Contact information: [email protected] | 844-422-4200

Learn more

Community Foundation of Southern Wisconsin Scholarships

A nonprofit foundation located in Wisconsin, this organization administers 240 scholarships for high school and college students from the state. You only need to fill out one application to be considered for all scholarships you’re eligible for.

Who’s eligible? Eligibility for each scholarship is different, but most look for financial need, academic performance, extracurricular activities, volunteer/community service, or other talents.

Contact information: [email protected] | 608-758-0883

Learn more

5 Fastest Growing Industries in Wisconsin

If you still don’t know where you will attend college, you may also be undecided on your major. In that case, one of the most important factors you should consider is which industries are growing the fastest in Wisconsin — this will make it easier to find a job, and more demand should also help you earn a higher salary.

By examining the state’s 2018-2028 Long-Term Occupational Employment Projections, we’ve determined that the following five industries will have the highest growth rates in Wisconsin in the immediate years to come:

Personal Care and Service

The personal care and service industry is a broad sector that mostly focuses on consumer quality-of-life services throughout the lifespan. In Wisconsin, the most common occupations in this sector are child care workers, hairdressers, and recreation workers. Other occupations include funeral attendants, makeup artists, animal trainers, and gambling service workers. All jobs in this industry have an average salary of $30,520 in Wisconsin.

  • Growth: 11.7%
  • Degree options: Associate in Cosmetology, Bachelor’s in Early Childhood Education, Bachelor’s in Recreation and Leisure, Bachelor’s in Funeral Service Management, Bachelor’s in Animal Behavior, Master’s in Leadership, Ph.D. in Exercise Physiology

Computers and Mathematics

Wisconsin is the home of many top tech startups, such as Fetch Rewards and Redox, so it’s no surprise to see this industry growing. Within this sector, the most common occupations are software developers, computer systems analysts, and computer user support specialists. Other occupations include information research scientists, actuaries, and web developers. The average statewide salary for all jobs in this industry is $82,270.

Construction and Extraction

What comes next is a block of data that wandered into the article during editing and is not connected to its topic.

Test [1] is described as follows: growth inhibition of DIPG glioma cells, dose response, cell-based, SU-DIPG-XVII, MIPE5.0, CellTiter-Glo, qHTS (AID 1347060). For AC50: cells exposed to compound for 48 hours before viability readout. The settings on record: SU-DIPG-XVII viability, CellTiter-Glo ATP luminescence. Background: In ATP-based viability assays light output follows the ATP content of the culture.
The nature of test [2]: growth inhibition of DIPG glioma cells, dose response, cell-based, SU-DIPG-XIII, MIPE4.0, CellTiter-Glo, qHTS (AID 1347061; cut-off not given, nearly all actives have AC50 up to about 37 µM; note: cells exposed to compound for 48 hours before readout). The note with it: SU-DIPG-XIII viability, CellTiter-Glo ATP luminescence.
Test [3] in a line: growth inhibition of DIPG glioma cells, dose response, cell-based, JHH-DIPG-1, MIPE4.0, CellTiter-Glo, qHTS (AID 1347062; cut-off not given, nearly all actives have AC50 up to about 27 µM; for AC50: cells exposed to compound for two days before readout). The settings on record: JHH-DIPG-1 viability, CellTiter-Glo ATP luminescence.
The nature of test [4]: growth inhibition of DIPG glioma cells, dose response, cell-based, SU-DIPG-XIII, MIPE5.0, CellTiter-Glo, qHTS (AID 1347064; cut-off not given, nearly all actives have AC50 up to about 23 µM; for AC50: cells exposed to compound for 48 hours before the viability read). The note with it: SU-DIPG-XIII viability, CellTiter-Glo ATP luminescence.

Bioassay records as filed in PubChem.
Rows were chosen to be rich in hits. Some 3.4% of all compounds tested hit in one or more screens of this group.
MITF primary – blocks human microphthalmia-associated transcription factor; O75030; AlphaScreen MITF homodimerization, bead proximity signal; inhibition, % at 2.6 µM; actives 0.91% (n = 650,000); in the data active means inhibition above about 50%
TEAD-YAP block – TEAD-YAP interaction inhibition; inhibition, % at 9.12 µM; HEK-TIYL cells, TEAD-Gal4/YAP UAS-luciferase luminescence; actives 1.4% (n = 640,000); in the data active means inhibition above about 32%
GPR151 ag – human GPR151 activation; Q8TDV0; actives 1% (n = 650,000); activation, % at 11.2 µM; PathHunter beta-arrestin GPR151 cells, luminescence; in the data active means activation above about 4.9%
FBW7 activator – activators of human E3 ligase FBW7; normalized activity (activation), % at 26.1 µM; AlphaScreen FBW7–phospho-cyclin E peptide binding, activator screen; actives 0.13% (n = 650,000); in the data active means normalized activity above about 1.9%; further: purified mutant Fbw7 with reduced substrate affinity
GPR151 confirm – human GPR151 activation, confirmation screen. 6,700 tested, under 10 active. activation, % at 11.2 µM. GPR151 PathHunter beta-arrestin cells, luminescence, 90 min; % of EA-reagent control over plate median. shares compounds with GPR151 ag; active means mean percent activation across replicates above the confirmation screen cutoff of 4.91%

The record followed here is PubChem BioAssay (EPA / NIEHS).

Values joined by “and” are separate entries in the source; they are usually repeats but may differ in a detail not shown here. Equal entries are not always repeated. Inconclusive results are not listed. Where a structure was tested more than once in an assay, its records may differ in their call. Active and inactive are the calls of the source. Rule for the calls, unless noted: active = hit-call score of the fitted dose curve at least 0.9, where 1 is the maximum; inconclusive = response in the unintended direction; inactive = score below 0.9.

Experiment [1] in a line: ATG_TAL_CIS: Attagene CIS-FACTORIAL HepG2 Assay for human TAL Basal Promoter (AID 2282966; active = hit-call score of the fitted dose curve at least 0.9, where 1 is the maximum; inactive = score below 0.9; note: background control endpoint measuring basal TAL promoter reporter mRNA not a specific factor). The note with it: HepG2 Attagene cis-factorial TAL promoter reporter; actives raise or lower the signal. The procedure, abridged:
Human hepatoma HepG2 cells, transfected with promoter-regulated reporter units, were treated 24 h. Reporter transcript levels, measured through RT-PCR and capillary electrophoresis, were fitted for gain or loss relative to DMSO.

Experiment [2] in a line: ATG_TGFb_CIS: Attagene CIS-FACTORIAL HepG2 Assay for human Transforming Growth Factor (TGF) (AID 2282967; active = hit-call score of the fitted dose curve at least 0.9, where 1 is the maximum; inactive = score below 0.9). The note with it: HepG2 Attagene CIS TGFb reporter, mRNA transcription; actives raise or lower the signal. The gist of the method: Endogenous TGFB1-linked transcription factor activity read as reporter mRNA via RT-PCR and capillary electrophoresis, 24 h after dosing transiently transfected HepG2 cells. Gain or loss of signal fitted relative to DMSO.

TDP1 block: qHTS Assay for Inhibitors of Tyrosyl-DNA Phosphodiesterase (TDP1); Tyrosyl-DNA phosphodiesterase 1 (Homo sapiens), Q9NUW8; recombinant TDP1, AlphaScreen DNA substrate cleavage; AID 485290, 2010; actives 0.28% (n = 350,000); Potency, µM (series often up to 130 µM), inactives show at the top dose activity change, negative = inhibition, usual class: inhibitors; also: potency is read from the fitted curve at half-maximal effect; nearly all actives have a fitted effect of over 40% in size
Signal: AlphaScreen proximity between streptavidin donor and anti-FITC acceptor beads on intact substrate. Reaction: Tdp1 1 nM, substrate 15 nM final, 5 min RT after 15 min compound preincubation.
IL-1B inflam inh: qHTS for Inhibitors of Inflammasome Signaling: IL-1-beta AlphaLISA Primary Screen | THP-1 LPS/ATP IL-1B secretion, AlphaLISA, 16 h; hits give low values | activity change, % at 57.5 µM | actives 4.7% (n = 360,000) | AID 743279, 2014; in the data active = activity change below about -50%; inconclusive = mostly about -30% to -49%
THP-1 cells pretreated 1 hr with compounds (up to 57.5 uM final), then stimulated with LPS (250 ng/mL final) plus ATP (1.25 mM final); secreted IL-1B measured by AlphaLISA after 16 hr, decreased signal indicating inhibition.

New construction of homes, warehouses, and distribution centers is currently driving the growth of this industry in the Badger State. Within this sector, the most common occupations in the state are construction laborers, carpenters, and construction supervisors. Other construction and extraction occupations include plumbers, pipefitters, and earth drillers. The average annual wage for a construction laborer in Wisconsin is $56,350, which is above the national average.

  • Growth: 9.5%
  • Degree options: Associate in Construction Technology, Bachelor’s in Construction Management, Bachelor’s in Civil Engineering Technology, Bachelor’s in Electrical Engineering, Master’s in Construction Administration, Ph.D. in Building Construction

Life, Physical, and Social Science Organizations

Wisconsin is rich in natural resources, with 50 state parks, nine state forests, nearly 15,000 lakes, and thousands of streams. The University of Wisconsin also has an excellent natural resources science program, so it’s no surprise to see this industry is one of the strongest in the state. Jobs include soil and plant scientists, foresters, chemists, biological technicians, and epidemiologists. In Wisconsin, the average salary for jobs in this sector is $68,570.

Community and Social Service

There are many job openings in Wisconsin for professionals in the mental health, behavioral health, and substance use fields. Within this sector, the average salary in Wisconsin is $48,410, with the most common occupations being social and human service assistants. Many occupations in this sector do not require a graduate degree, like community health workers and career counselors.